This quickly gives way to a realisation that – as far as you can tell from an all-too-brief visit – they are friendly, good-natured people who are simply getting on with their lives. This is true of the volunteers and of others you meet.
It can’t always be easy to live in such a controlled society, especially for young people with inquisitive minds. But you feel their approach is that nothing lasts forever, politically or otherwise. They are at their most animated when talking about their families and their careers.
From your guides you glean interesting snippets. Women are rewarded for having three or more children, and receive a free house when their eighth child is born. Students pay no fees and instead receive a monthly stipend of 400 manat (about US$110). Ashgabat’s population is nearing 1 million and when it does, the plan is to build an underground railway system.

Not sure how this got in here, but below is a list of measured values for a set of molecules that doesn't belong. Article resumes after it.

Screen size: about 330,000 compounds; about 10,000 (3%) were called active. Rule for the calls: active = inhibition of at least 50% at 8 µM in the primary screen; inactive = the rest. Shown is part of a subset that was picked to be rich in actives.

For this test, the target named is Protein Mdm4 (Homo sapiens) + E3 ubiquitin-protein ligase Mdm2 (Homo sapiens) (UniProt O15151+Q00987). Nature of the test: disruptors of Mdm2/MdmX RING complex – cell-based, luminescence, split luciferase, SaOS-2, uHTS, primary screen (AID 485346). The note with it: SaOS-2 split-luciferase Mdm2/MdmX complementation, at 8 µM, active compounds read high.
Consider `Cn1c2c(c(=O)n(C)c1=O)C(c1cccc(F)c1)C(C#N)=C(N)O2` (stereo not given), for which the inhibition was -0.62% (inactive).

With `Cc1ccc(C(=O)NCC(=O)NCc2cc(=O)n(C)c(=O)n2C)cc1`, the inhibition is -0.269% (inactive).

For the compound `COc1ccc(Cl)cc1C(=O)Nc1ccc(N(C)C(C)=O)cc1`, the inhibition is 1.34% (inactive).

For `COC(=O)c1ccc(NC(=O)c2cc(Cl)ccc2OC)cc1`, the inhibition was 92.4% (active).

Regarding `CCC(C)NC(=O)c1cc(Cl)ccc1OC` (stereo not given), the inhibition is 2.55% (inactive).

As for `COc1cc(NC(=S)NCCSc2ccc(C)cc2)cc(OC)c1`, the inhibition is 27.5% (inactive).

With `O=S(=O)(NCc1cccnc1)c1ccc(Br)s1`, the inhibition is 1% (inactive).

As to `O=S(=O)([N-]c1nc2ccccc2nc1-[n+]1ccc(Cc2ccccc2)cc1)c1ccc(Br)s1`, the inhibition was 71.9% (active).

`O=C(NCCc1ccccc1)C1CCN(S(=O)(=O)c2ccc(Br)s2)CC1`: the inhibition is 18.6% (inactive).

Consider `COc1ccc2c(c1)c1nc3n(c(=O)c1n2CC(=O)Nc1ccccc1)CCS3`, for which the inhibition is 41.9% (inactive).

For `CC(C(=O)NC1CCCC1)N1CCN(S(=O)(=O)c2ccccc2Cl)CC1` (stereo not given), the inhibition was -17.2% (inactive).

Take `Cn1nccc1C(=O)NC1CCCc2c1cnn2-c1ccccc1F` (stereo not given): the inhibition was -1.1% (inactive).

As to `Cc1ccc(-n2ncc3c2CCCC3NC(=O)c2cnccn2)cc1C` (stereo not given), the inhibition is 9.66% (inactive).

As you explore Ashgabat’s tourist attractions, you’re unlikely to meet many fellow visitors. Turkmenistan doesn’t encourage tourism. Those you see will mostly be older travellers; this isn’t backpacker territory.
The attractions include several large monuments. Among them is the Neutrality Monument, a giant tripod on the outskirts of the city. Atop it is a gold statue of the former president. The monument is worth visiting for the striking views of Ashgabat it offers.